Sinaloa cartel chief Joaquín “El Chapo” Guzmán went before a US judge on Friday, his second appearance in a US court since his sudden extradition hours before Donald Trump’s inauguration.
He was taken to the Brooklyn court from a high-security lockup in Manhattan with a heavy police escort, and when his American lawyers complained about the harsh conditions faced in jail — a complaint lodged by his Mexican attorneys as well — Judge Brian Cogan was unreceptive.
“They’re taking extra security measures,” Cogan said. “I think we all know the reasons for that.”
Guzmán will likely remain confined to a cell in New York for 23 hours a day in the weeks and months ahead, as his case winds through the court system. Events in Mexico, where he leaves behind one of the most powerful and expansive cartels ever assembled, will grind on without him as well.
Even as Guzmán spent the last year languishing in Mexican jails, his cartel maintained its preeminence in the country’s criminal underworld.
During Guzmán’s first stint in jail in the 1990s, he was able to maintain close contact with his compatriots, more or less running the cartel from behind bars.
In the years since, the Sinaloa cartel has developed a reputation for organizational resiliency, often functioning like a confederation of allied factions, rather than as a traditional top-down, hierarchical cartel.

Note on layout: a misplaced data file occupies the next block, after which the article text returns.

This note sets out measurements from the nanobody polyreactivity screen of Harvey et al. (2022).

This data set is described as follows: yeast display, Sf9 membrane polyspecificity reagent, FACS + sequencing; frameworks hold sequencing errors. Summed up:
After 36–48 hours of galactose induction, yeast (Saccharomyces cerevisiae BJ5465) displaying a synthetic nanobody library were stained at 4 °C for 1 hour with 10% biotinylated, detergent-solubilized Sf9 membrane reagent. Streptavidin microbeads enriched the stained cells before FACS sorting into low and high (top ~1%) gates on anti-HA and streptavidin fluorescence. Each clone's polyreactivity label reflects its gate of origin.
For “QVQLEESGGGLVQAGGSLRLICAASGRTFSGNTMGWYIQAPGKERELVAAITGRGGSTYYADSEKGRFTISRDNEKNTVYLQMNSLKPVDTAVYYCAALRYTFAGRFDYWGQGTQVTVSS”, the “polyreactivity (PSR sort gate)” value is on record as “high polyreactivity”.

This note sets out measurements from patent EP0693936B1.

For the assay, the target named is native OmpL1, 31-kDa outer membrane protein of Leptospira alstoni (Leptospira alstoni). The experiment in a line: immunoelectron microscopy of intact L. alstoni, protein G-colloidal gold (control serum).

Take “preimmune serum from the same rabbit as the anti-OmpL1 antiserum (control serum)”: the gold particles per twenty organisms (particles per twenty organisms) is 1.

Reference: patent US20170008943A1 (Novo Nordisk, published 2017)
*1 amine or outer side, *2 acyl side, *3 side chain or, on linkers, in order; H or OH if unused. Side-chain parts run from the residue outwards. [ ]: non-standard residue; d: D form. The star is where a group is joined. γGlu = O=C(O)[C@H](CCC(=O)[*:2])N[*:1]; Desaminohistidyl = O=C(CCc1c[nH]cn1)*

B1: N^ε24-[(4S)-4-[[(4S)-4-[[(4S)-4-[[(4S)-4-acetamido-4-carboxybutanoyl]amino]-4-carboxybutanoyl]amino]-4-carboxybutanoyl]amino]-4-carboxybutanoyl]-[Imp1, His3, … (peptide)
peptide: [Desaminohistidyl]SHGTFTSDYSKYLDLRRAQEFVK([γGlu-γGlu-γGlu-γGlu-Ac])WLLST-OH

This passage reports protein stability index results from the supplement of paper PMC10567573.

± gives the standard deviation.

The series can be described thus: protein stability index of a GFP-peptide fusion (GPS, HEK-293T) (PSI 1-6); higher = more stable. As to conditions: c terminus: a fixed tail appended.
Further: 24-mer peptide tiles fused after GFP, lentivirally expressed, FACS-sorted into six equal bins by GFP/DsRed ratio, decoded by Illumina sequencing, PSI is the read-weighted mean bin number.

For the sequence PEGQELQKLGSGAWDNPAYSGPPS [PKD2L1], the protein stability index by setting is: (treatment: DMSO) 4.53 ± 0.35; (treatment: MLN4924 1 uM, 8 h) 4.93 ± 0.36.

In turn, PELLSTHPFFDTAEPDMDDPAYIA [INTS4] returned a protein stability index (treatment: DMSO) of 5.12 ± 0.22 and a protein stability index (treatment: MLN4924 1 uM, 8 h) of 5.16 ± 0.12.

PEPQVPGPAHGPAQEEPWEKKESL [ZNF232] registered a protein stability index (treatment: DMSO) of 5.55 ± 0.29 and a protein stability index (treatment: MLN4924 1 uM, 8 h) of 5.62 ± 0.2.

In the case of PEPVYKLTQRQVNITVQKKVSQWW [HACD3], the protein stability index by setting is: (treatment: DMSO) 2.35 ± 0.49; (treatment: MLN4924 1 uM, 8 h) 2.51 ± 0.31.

“The Sinaloa cartel operates pretty much in terms of a horizontal structure,” Mike Vigil, the former chief of international operations for the US Drug Enforcement Administration, told Business Insider late last year. “They’re pretty much like a Walmart or a global corporation like McDonalds in that the authority moves through the entire organisation, the decision-making capability.”
“And ‘Chapo’ Guzmán, when he was apprehended … [it] had no impact whatsoever on the Sinaloa cartel. Plus, they have a strong bench,” said Vigil, author of “Metal Coffins: The Blood Alliance Cartel.”
That doesn’t mean the Sinaloa cartel has been without challengers, however.
The ascendant Jalisco New Generation cartel, or CJNG, formed in 2010 by a breakaway faction of the Sinaloa cartel in southwest Mexico, has only gained power and territory in recent years.